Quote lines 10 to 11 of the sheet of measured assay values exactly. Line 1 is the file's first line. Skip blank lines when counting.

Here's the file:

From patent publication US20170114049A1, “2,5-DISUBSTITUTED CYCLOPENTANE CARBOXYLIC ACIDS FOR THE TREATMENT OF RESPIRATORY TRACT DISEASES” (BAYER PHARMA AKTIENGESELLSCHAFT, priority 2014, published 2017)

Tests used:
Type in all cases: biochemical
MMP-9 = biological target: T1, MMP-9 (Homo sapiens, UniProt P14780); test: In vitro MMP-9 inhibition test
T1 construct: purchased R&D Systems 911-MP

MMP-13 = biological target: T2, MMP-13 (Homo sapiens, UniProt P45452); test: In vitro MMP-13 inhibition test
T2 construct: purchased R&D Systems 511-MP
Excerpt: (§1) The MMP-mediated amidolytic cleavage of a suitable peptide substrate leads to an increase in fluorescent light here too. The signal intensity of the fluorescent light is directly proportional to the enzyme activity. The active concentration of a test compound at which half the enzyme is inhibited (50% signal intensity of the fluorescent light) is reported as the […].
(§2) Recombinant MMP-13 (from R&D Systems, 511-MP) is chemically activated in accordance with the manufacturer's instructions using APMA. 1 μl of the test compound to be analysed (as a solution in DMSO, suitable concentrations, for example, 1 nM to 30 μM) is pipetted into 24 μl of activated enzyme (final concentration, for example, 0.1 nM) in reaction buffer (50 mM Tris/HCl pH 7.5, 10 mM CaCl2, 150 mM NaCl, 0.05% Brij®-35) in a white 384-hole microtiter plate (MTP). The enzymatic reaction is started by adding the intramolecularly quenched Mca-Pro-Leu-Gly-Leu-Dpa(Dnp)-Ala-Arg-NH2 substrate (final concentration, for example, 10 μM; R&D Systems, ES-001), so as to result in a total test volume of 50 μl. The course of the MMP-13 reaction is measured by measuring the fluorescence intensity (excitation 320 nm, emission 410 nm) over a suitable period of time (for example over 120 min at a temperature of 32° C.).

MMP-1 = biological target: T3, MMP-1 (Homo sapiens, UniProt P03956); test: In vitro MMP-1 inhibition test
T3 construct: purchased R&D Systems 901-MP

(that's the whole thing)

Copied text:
MMP-1 = biological target: T3, MMP-1 (Homo sapiens, UniProt P03956); test: In vitro MMP-1 inhibition test
T3 construct: purchased R&D Systems 901-MP